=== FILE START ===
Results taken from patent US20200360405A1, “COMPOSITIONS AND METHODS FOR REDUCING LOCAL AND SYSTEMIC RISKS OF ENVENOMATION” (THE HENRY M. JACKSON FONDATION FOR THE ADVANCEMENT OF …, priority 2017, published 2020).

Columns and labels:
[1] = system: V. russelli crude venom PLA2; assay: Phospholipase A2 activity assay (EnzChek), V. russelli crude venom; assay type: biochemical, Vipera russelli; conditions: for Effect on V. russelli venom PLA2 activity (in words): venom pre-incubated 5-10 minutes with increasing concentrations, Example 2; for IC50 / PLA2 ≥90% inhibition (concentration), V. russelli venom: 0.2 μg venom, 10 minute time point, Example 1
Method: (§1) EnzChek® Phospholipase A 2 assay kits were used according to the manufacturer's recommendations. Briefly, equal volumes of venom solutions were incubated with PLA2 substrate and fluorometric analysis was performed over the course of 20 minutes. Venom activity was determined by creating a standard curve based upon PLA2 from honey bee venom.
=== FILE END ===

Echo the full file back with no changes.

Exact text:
Results taken from patent US20200360405A1, “COMPOSITIONS AND METHODS FOR REDUCING LOCAL AND SYSTEMIC RISKS OF ENVENOMATION” (THE HENRY M. JACKSON FONDATION FOR THE ADVANCEMENT OF …, priority 2017, published 2020).

Columns and labels:
[1] = system: V. russelli crude venom PLA2; assay: Phospholipase A2 activity assay (EnzChek), V. russelli crude venom; assay type: biochemical, Vipera russelli; conditions: for Effect on V. russelli venom PLA2 activity (in words): venom pre-incubated 5-10 minutes with increasing concentrations, Example 2; for IC50 / PLA2 ≥90% inhibition (concentration), V. russelli venom: 0.2 μg venom, 10 minute time point, Example 1
Method: (§1) EnzChek® Phospholipase A 2 assay kits were used according to the manufacturer's recommendations. Briefly, equal volumes of venom solutions were incubated with PLA2 substrate and fluorometric analysis was performed over the course of 20 minutes. Venom activity was determined by creating a standard curve based upon PLA2 from honey bee venom.